This — the sixth and final Misfits single ever released before the painful-to-watch, even-worse-to-hear Michale Graves/Jerry Only period — is about as good as it gets. The band had broken up by the time it came out in 1984, though “Die, Die My Darling” was actually recorded in 1981 for the Walk Among Ussessions, and — somehow, amazingly — left off that album. By Misfits standards, the 3:11 running time is an eternity — but that’s part of the magic. Never once does the energy flag. The stomp that launches the song out the gate carries through the entire running time, building up to stomp even harder before crumbling to chaos at the end. An insistent single-note guitar lead ratchets the tension as high as it can go while Danzig howls his way through a song about killing his unnamed darling. It’s single-minded and nasty, pissed as fuck and perfect. “I’ll be seeing you in hell.” Released when it was, it’s easy to picture Danzig aiming the sentiment at his former bandmates, or even the band itself. Then again, Misfits lyrics are rarely deep. Either way, it was the perfect sendoff for one of the best punk bands of all time.

The 10 Best Misfits Songs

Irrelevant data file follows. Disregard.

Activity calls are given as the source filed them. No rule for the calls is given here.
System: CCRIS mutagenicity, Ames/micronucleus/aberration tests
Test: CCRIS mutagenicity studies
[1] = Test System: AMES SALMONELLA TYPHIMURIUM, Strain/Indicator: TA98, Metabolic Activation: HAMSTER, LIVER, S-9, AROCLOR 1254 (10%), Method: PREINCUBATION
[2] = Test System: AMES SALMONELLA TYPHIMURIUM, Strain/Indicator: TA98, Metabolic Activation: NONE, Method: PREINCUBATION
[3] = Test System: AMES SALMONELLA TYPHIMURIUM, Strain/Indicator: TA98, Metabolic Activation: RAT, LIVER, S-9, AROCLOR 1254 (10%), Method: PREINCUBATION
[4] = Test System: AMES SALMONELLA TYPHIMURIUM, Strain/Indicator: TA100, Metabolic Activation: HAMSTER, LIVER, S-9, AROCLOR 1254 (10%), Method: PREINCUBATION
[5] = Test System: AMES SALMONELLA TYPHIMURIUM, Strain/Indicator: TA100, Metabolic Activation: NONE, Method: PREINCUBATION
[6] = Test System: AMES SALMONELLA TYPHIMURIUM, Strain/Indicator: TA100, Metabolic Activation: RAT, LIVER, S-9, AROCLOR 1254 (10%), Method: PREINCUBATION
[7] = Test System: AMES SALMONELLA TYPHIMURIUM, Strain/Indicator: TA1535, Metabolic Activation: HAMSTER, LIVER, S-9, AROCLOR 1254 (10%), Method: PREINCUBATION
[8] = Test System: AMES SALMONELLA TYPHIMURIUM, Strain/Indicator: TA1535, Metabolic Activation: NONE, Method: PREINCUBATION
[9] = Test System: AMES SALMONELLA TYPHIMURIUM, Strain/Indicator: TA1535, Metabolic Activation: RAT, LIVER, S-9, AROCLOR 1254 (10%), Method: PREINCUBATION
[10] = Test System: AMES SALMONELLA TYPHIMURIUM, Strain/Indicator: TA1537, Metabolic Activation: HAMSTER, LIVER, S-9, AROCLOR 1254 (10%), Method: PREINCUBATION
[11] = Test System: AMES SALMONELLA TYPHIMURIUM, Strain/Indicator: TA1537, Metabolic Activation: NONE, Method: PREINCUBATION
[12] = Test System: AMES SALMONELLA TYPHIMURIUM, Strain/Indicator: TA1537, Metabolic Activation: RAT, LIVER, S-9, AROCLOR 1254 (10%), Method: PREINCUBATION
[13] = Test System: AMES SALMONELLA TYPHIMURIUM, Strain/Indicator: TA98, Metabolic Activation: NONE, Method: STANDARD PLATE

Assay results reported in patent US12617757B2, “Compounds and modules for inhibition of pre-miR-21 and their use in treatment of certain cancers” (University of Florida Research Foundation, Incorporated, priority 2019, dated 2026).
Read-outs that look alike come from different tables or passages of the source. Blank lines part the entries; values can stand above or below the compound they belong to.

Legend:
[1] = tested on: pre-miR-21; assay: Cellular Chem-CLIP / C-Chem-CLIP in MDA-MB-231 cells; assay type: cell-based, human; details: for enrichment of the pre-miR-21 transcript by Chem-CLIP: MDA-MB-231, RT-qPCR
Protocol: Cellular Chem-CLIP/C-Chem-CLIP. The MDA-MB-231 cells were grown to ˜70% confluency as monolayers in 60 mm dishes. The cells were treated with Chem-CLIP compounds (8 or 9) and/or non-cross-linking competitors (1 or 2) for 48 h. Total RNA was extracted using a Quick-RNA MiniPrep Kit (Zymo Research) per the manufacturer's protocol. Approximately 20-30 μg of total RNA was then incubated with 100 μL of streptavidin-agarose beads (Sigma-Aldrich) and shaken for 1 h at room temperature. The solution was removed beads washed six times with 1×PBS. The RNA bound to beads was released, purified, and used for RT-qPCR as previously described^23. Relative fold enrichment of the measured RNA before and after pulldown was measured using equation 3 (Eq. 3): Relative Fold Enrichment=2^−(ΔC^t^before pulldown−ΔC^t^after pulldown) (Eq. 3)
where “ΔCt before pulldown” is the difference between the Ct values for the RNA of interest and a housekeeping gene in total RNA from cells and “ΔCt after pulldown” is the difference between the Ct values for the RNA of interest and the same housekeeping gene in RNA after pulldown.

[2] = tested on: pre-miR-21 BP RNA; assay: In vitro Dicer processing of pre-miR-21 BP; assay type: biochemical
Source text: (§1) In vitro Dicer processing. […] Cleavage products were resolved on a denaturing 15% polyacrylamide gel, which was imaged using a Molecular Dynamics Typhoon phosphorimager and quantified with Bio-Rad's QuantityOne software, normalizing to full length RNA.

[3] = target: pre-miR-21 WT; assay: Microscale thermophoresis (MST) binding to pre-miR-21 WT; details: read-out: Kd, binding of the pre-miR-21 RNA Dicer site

The young art director’s idea to photograph as many of the luminaries of the New York jazz scene as possible together for Esquire’s 1959 Golden Age of Jazz edition began his career as a photographer. Police closed the road to all but residential traffic, and 57 musicians duly assembled in Harlem between Fifth and Madison Avenues. The group included Dizzy Gillespie, Art Blakey, Thelonius Monk, Coleman Hawkins, Lester Young, Charles Mingus, Gerry Mulligan and Count Basie.

A Great Day In Harlem

Welcome to our “Psychedelic Lunch” series, “Valentines Day” Edition where we find out how deep the rabbit hole really goes and explore psychedelic tunes from the 60’s to today. Weekdays At Noon EST. Enjoy the trip!

Happy ❤️Valentines Day ❤️From Vinyl Lair

10 Romantic Rock, Blues & Metal Love Songs

1. Peter Frampton, Im In You, Album: Im In You 1977

I’m in You” was written by Peter Frampton after returning to New York City from touring to record his live album Frampton Comes Alive! in 1976. The song is about Frampton being recently separated from his first wife, the model Mary Lovett.

Despite what one might at first think from the title, Frampton meant being “in” somebody in the spiritual sense. Sort of like the “I am he as you are he as you are me…” part from “I Am The Walrus.”

2. Pig Destroyer, The Girl in The Slayer Jacket. Album: Phantom Limb 2007

We know what you’re thinking: “Is Pig Destroyer really appropriate for Valentine’s Day?” This track recounts the “Girl in the Slayer Jacket” giving someone their first kiss in seventh grade, but after the opening lines, it all goes south, describing the girl’s eventual suicide and how Slayer nearly took the blame. But it was a beautiful relationship… while it lasted.